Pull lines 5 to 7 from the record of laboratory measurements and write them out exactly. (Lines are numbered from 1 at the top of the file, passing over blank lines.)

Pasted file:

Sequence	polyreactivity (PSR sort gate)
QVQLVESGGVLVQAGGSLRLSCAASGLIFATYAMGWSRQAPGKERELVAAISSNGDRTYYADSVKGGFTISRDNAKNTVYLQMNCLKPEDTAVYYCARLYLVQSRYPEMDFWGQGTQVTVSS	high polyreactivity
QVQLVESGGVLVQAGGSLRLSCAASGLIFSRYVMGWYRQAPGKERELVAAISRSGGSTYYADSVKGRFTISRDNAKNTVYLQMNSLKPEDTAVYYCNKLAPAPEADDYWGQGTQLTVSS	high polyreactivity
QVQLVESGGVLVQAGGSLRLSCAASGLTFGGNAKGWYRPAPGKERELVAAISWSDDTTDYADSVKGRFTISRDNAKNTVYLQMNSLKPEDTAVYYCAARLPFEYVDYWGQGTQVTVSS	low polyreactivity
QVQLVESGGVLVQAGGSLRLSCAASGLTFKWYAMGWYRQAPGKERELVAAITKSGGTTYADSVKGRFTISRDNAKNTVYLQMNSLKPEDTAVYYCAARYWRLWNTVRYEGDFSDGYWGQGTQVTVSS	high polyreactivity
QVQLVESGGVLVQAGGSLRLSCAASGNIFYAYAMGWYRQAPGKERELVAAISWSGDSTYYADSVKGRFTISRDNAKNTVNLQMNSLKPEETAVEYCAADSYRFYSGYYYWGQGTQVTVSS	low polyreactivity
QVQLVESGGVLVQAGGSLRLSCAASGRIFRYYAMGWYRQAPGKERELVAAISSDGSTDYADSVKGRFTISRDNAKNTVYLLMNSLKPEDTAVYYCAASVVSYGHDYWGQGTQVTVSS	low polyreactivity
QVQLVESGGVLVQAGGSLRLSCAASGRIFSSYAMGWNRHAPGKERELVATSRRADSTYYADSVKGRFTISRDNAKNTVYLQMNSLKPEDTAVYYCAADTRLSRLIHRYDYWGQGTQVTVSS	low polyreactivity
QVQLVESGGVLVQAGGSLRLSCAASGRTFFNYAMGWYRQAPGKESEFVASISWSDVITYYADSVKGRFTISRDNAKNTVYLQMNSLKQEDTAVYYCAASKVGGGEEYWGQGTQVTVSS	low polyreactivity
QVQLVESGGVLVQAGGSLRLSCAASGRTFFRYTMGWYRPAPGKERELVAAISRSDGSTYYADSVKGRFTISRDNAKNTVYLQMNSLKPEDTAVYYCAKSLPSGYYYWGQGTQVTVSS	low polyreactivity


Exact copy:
QVQLVESGGVLVQAGGSLRLSCAASGLTFKWYAMGWYRQAPGKERELVAAITKSGGTTYADSVKGRFTISRDNAKNTVYLQMNSLKPEDTAVYYCAARYWRLWNTVRYEGDFSDGYWGQGTQVTVSS	high polyreactivity
QVQLVESGGVLVQAGGSLRLSCAASGNIFYAYAMGWYRQAPGKERELVAAISWSGDSTYYADSVKGRFTISRDNAKNTVNLQMNSLKPEETAVEYCAADSYRFYSGYYYWGQGTQVTVSS	low polyreactivity
QVQLVESGGVLVQAGGSLRLSCAASGRIFRYYAMGWYRQAPGKERELVAAISSDGSTDYADSVKGRFTISRDNAKNTVYLLMNSLKPEDTAVYYCAASVVSYGHDYWGQGTQVTVSS	low polyreactivity